The time is right to find multilateral, flexible and digitally relevant solutions to the reality of the global digital economy, and we are seeing progress in the areas of digital tax and trade. But too often we are relying on the outdated mechanisms of yesterday to address solutions of the future – we need to think differently about data and the challenges and opportunities it poses and focus on innovative solutions for data governance and sharing, many of which can be through technology, rather than law i.e. privacy enhancing technologies.

Another dimension is the different cultural approaches to data – this isn’t just a legal or financial or technical inter-operability issue. Data is increasingly and ultimately people-centric, and the impacts and outcomes of data laws for societies and economies needs to be calibrated to the accommodate the cultural perspectives.

Organisations need to be looking beyond data compliance to the creation of a holistic data culture within organisations, where each individual is responsible and accountable for appropriate data handling. When good data practices are “built in” to the operational structure and strategic objectives of organisations, we will see more consistent uses of data which will foster innovation and trust.

Too often data is not fully understood and prioritised at the C-suite and board level. Data issues are siloed into data security, data compliance, data risk, and technology, and a holistic approach is needed in order to view data strategically, to break down the siloes to ensure effective risk management and to leverage the strategic opportunities which data presents to organisations and their customers.

Digitisation and digital transformation are taking us into a new digital economic dynamic, and into unchartered realities of smart cities and the metaverse. Boards, leaders and regulators need to be thinking beyond the current siloes to the digital future which is already at our doorstep.

In short, fostering a data culture rather that a focus on data compliance, and ensuring our leaders and regulators are viewing data as a strategic issue, are the challenges which organisations need to adapt to. Through the breadth of my roles as a non-executive director, board advisory, data strategy and policy advisor, and chair of industry and network organisations focused on data, I have a unique opportunity to influence and challenge organisations and governments to think and act more holistically and strategically about data.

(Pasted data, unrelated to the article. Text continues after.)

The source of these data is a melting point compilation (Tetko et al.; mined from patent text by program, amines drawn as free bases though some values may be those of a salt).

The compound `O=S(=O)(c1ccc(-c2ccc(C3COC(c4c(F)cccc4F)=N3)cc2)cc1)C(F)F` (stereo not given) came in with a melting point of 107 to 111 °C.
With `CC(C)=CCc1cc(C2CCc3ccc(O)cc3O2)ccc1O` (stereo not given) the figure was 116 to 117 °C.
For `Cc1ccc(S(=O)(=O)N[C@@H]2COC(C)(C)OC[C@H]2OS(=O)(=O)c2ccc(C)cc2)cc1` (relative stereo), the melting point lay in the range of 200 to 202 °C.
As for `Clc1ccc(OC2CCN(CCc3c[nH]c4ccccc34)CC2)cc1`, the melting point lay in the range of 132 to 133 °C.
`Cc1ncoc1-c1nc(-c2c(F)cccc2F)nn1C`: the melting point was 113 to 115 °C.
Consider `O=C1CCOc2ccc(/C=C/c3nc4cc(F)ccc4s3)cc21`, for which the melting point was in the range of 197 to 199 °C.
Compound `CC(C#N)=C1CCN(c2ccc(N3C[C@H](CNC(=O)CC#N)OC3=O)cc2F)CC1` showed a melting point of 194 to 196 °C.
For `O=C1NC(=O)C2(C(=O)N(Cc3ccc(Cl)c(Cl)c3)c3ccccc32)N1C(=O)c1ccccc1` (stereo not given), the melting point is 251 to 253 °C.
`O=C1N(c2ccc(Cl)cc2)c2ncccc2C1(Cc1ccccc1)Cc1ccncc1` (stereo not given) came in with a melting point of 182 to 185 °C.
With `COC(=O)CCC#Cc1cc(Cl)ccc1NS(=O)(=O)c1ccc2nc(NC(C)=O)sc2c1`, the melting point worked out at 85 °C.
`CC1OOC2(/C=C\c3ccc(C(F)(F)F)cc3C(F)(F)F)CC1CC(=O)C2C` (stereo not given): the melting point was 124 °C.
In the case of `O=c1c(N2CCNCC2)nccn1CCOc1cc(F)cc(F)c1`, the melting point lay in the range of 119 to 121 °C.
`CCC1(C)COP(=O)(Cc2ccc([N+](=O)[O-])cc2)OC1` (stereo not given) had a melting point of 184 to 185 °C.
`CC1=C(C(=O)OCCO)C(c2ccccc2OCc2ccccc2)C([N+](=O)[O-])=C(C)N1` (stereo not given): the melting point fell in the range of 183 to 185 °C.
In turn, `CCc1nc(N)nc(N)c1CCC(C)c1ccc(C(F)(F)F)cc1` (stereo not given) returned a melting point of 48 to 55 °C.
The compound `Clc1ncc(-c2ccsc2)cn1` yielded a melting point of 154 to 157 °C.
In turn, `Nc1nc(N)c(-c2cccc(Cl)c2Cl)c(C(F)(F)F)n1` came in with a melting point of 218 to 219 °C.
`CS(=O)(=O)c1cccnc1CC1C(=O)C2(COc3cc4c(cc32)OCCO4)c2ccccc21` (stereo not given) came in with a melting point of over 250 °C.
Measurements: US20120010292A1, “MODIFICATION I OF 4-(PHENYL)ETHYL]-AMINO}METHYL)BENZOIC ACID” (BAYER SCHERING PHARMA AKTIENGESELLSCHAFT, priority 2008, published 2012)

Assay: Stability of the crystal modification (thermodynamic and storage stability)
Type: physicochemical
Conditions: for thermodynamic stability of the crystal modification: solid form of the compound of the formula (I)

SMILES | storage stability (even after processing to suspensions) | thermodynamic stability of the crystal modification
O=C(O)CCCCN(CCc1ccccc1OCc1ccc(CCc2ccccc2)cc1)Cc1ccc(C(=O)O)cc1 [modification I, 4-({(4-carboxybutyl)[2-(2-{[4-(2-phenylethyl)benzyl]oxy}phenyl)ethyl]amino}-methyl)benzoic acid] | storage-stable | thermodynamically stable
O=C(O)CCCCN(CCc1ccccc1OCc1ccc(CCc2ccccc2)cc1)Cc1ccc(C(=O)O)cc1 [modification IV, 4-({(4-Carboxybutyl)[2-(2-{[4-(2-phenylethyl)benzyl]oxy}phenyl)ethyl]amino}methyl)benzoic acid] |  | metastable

Data transfers are a hugely important trend which are having increasing global impact, and I am thrilled to be appointed to the UK Expert Panel on International Transfers. Digital data is, by its nature, borderless. Data can be copied, shared, accessed and used globally in ways which are so different from how tangible goods and services are consumed. Data drives technology and is the lifeblood of innovation. Data records and provides insights into our yesterday, today and tomorrow, and it can be used for good and bad. But we are seeing an increase in data localisation trends, which are seeking to restrict the flow of and access to data, with significant impacts for both the digital economy and society, specifically in the areas of innovation and transparency. Through my work with IRSG and others, we are highlighting the drivers behind data localisation (many of them genuine concerns) and suggesting ways of addressing those concerns in ways that avoid localisation, which has significant adverse economic, customer and innovation impacts. The big issue to look out for is whether we continue down the bilateral and overly legalistic route of assessing suitability for data transfers, or if we recognise the critical importance of data and start finding flexible, consistent and future proof solutions at the multilateral level. We need to build bridges rather than walls to survive and thrive in our digital world.

I am also following the evolving national and regional data strategies of the UK, EU, China and other economies, and what appears to be an absence of active engagement from the US, where so many data issues and opportunities are occurring. The world is moving ahead with initiatives to regulate AI in the EU and China, and there is an increasing political dimension to data in trade agreements. The noble ambitions of data protection are feeling increasingly like digital protectionism, which paints a very grim future.

The nexus between data and ESG is one to watch. Data sharing is key to meet the ESG agenda and to enable organisations to provide the necessary metrics to support claims of sustainability and impact. Data, both personal and non-personal, is essential to any ESG-focused assessments. We need clarity as to how such data requirements should be handled, in particular when data from disparate jurisdictions needs to be compiled and analysed – the ability to access and transfer data efficiently is key.